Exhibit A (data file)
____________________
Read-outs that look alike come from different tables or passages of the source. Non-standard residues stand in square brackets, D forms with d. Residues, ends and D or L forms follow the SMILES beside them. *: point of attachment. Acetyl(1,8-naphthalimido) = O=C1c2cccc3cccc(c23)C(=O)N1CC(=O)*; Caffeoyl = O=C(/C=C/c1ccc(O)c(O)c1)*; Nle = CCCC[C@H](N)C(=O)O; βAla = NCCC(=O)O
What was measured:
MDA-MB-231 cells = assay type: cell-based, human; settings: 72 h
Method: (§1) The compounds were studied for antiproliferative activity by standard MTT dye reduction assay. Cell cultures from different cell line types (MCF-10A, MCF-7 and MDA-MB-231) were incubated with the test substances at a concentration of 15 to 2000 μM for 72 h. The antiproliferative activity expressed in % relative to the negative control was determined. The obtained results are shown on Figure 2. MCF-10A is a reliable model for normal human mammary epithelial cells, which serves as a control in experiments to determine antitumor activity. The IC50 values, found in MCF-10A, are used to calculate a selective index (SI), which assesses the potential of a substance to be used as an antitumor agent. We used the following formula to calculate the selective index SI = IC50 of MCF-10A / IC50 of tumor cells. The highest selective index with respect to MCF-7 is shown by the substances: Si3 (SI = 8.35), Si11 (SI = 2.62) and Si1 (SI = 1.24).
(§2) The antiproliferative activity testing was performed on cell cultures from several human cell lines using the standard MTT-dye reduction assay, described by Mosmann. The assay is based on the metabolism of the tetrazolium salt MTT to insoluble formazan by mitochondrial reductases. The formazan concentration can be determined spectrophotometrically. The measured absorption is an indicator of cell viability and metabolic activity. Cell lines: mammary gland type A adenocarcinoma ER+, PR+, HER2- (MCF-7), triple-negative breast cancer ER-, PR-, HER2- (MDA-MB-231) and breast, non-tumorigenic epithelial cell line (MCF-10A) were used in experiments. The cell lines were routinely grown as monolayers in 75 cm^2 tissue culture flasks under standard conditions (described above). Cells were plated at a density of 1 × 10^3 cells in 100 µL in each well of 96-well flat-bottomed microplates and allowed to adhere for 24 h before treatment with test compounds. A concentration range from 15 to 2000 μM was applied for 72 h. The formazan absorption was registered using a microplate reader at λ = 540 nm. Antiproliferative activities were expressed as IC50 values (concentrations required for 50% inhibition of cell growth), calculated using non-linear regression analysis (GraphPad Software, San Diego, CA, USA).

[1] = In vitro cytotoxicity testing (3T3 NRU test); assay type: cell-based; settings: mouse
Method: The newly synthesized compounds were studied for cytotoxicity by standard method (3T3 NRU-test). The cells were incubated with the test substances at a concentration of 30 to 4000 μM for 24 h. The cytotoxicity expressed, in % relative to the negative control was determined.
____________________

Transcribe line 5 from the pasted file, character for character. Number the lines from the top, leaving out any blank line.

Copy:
(§2) The antiproliferative activity testing was performed on cell cultures from several human cell lines using the standard MTT-dye reduction assay, described by Mosmann. The assay is based on the metabolism of the tetrazolium salt MTT to insoluble formazan by mitochondrial reductases. The formazan concentration can be determined spectrophotometrically. The measured absorption is an indicator of cell viability and metabolic activity. Cell lines: mammary gland type A adenocarcinoma ER+, PR+, HER2- (MCF-7), triple-negative breast cancer ER-, PR-, HER2- (MDA-MB-231) and breast, non-tumorigenic epithelial cell line (MCF-10A) were used in experiments. The cell lines were routinely grown as monolayers in 75 cm^2 tissue culture flasks under standard conditions (described above). Cells were plated at a density of 1 × 10^3 cells in 100 µL in each well of 96-well flat-bottomed microplates and allowed to adhere for 24 h before treatment with test compounds. A concentration range from 15 to 2000 μM was applied for 72 h. The formazan absorption was registered using a microplate reader at λ = 540 nm. Antiproliferative activities were expressed as IC50 values (concentrations required for 50% inhibition of cell growth), calculated using non-linear regression analysis (GraphPad Software, San Diego, CA, USA).